We introduce the ‘probabilistic module’ interface, which allows encapsulation of complex probabilistic models with latent variables alongside custom stochastic
approximate inference machinery, and provides a platform-agnostic abstraction
barrier separating the model internals from the host probabilistic inference system.
The interface can be seen as a stochastic generalization of a standard simulation
and density interface for probabilistic primitives. We show that sound approximate
inference algorithms can be constructed for networks of probabilistic modules, and
we demonstrate that the interface can be implemented using learned stochastic
inference networks and MCMC and SMC approximate inference programs.
The interface has two procedures, ‘simulate’ and ‘regenerate’:
- ‘Simulate’ runs the original stochastic computation being encapsulated and returns the output value along with a harmonic mean estimate of the output density at the returned value.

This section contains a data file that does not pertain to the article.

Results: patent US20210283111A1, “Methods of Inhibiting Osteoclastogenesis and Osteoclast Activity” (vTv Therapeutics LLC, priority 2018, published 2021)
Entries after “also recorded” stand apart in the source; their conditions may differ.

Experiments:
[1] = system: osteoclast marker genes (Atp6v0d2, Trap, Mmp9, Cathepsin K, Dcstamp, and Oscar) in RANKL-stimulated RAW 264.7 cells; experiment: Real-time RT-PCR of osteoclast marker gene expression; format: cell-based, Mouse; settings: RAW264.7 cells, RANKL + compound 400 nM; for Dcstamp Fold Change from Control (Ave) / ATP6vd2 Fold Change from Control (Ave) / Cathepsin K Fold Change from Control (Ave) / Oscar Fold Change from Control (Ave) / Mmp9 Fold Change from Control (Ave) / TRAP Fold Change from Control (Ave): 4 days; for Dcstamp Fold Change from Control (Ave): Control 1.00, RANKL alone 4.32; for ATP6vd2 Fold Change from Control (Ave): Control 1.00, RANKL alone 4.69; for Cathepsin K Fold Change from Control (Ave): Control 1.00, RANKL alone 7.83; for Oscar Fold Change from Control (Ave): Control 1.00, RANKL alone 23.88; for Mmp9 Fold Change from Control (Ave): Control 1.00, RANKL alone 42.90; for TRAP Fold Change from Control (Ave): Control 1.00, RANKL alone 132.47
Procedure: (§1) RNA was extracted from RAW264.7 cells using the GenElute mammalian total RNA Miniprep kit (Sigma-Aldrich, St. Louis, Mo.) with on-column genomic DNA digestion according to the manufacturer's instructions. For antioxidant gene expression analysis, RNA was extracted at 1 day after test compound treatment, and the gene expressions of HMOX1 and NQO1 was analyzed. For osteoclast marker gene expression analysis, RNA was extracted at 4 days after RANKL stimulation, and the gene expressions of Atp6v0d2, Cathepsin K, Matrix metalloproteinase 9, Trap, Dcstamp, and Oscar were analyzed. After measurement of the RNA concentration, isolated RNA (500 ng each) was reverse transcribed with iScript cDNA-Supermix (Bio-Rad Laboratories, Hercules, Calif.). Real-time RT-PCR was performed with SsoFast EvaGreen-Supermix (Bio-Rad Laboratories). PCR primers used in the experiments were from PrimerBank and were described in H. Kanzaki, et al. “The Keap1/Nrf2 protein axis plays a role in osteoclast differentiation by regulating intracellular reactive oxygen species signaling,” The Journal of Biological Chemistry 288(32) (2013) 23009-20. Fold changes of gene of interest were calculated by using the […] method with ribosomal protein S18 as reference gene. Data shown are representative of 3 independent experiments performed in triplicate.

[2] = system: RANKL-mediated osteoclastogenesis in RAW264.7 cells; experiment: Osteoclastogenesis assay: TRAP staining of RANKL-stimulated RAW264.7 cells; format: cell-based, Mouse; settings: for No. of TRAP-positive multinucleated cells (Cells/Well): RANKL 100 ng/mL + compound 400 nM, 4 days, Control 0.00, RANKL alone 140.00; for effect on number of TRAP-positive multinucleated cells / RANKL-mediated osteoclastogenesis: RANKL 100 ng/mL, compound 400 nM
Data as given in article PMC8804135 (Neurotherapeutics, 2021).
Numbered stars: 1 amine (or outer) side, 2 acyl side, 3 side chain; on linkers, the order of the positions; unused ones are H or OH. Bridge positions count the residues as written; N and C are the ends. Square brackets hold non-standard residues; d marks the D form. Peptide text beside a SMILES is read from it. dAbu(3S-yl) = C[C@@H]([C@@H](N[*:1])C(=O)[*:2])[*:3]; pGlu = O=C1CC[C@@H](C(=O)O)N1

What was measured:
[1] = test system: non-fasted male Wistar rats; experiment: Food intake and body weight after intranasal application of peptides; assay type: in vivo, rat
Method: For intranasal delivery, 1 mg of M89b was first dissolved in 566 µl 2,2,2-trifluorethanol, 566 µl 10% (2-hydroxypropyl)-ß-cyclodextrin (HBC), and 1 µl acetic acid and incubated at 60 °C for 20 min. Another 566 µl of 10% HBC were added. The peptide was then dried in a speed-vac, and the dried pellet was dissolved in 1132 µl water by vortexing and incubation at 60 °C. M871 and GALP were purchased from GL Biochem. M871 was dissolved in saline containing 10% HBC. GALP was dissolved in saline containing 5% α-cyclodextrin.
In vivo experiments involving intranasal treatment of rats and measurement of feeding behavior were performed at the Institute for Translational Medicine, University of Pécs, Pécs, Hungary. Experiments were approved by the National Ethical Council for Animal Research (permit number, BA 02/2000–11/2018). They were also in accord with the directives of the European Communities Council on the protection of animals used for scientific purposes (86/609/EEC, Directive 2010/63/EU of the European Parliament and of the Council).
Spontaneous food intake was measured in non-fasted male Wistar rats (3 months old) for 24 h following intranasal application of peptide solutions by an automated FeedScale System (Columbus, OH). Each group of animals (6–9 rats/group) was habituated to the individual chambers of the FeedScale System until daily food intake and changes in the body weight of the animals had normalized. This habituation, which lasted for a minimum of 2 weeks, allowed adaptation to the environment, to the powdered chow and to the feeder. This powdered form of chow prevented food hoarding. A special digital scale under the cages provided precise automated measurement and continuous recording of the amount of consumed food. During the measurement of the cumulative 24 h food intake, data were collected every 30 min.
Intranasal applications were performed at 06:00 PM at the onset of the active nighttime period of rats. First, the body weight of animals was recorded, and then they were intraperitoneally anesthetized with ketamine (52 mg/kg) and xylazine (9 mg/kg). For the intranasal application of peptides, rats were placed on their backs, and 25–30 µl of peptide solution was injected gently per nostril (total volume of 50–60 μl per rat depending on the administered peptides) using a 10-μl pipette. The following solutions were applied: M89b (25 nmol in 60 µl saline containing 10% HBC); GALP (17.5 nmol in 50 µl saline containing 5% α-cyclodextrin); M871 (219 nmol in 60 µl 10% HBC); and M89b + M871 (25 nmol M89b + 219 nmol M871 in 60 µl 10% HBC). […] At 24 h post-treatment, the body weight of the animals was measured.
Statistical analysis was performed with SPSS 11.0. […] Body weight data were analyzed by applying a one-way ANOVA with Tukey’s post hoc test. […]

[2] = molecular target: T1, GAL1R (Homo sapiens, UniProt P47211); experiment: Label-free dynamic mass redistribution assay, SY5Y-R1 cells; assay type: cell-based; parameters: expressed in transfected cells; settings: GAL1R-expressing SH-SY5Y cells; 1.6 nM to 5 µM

- ‘Regenerate’ proposes an execution history of the computation that is responsible for a given output, and returns a importance sampling estimate of the output density at the given value.
The two estimators must be defined using the same auxiliary probabilistic computation that samples execution histories of the original computation, given the output. This proposal program is called the ‘regenerator’. The optimal regenerator samples from the conditional distribution on execution histories given output. Generally, we resort to suboptimal, approximate regenerators. Regenerators can be learnt from data or constructed from stochastic approximate inference algorithms such as sequential Monte Carlo.
Encapsulating a stochastic computation such as a simulator for a generative probabilistic model with an accurate regenerator serves to ‘approximately collapse out’ the latent variables in the computation. As the accuracy of the regenerator increases, the module behaves more like a collapsed computation with an available density.
In a related work, we show that the same interface is sufficient for estimating bounds on the KL divergence between the output distributions of stochastic computations, and we apply this to estimate the approximation error of SMC approximate inference samplers including those using MCMC transitions.
The interface is also related to the ‘stochastic procedure’ interface used in the Venture probabilistic programming platform. There are also connections to pseudo-marginal MCMC and particle MCMC.
Authors: Marco Cusumano-Towner, Vikash Mansinghka